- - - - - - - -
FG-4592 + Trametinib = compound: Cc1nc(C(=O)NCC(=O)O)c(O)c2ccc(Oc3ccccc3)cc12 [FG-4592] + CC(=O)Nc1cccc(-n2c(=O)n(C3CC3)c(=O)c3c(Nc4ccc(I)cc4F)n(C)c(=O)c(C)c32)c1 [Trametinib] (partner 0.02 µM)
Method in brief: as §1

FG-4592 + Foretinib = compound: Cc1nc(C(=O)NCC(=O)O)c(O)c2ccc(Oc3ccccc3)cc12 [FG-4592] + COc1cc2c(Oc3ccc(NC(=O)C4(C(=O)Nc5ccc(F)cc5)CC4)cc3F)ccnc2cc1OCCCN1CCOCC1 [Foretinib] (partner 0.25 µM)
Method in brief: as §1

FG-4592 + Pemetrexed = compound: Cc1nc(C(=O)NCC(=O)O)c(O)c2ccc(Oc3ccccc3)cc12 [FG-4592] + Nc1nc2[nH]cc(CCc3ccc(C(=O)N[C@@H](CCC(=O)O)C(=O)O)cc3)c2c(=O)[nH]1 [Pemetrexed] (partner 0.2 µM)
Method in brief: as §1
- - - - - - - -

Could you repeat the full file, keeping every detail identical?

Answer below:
FG-4592 + Trametinib = compound: Cc1nc(C(=O)NCC(=O)O)c(O)c2ccc(Oc3ccccc3)cc12 [FG-4592] + CC(=O)Nc1cccc(-n2c(=O)n(C3CC3)c(=O)c3c(Nc4ccc(I)cc4F)n(C)c(=O)c(C)c32)c1 [Trametinib] (partner 0.02 µM)
Method in brief: as §1

FG-4592 + Foretinib = compound: Cc1nc(C(=O)NCC(=O)O)c(O)c2ccc(Oc3ccccc3)cc12 [FG-4592] + COc1cc2c(Oc3ccc(NC(=O)C4(C(=O)Nc5ccc(F)cc5)CC4)cc3F)ccnc2cc1OCCCN1CCOCC1 [Foretinib] (partner 0.25 µM)
Method in brief: as §1

FG-4592 + Pemetrexed = compound: Cc1nc(C(=O)NCC(=O)O)c(O)c2ccc(Oc3ccccc3)cc12 [FG-4592] + Nc1nc2[nH]cc(CCc3ccc(C(=O)N[C@@H](CCC(=O)O)C(=O)O)cc3)c2c(=O)[nH]1 [Pemetrexed] (partner 0.2 µM)
Method in brief: as §1